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Title: The impact of maternal weaning on behavioural development in rats: exploring the role of the gut-brain axis
Author: Farshim , Pamela Parastoo
ISNI:       0000 0004 5349 7663
Awarding Body: University of Surrey
Current Institution: University of Surrey
Date of Award: 2014
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The complex mechanisms by which early life factors can impact the developing mammalian system remain largely unclear. Animal studies have led to the identification of neurotransmitter systems that are influenced through manipulation of early life conditions. In addition, evidence suggests that early life events can influence signaling through the gut-brain axis to modulate brain function and behaviour. Specifically, the functions of the host gut microbiota and metabolism have been highlighted. Weaning and stress have both been shown to influence the development of central neurotransmitters implicated in emotional regulation. This thesis applied a multidisciplinary approach to investigate the effect of delayed weaning and its modulation by stress upon host development at multiple tiers of biological organisation. These included behavioural, neurochemical, gut microbial and metabonomic studies. Animal behavioural studies demonstrated that a lack of weaning at the standard age of 21 days in rats, leads to a marked 'depressive-like' phenotype. Furthermore, receptor autoradiography revealed non-weaned animals to exhibit altered oxytocin receptor binding in the amygdala and different stress coping mechanisms. Fluorescence in situ hybridisation studies exposed significant weaning and stress-induced effects upon gut microbiota composition. In addition, NMR-based metabonomic studies illuminated fluctuations in a number of endogenous and host-microbial co-metabolites known to be implicated in mood and stress-related disorders. Collectively, the results show that early life factors such as weaning and stress are able to have a marked influence on behavioural development. The findings highlight that signaling through the gut-brain axis may modulate behavioural development possibly through the production of neuroactive metabolites at critical stages of development and open new areas of investigation. The findings identify novel targets for interventions in the pathogenesis of paediatric neuropsychiatric disorders.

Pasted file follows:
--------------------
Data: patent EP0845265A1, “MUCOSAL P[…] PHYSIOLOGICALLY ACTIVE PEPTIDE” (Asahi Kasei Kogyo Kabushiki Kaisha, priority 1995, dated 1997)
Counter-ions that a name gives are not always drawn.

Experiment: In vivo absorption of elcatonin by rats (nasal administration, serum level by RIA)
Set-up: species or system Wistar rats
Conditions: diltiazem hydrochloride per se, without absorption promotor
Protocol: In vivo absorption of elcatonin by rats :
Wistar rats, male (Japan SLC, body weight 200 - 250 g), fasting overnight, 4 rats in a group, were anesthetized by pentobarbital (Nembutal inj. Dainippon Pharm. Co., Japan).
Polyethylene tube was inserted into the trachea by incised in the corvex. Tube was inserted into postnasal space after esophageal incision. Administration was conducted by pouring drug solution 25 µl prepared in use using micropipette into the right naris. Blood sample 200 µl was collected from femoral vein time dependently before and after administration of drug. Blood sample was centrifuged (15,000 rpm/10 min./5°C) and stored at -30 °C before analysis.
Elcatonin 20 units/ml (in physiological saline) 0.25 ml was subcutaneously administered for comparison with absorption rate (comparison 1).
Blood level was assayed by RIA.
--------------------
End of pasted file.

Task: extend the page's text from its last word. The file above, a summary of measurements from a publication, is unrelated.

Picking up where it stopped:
Supervisor: Not available Sponsor: Not available
Qualification Name: Thesis (Ph.D.) Qualification Level: Doctoral
EThOS ID:  DOI: Not available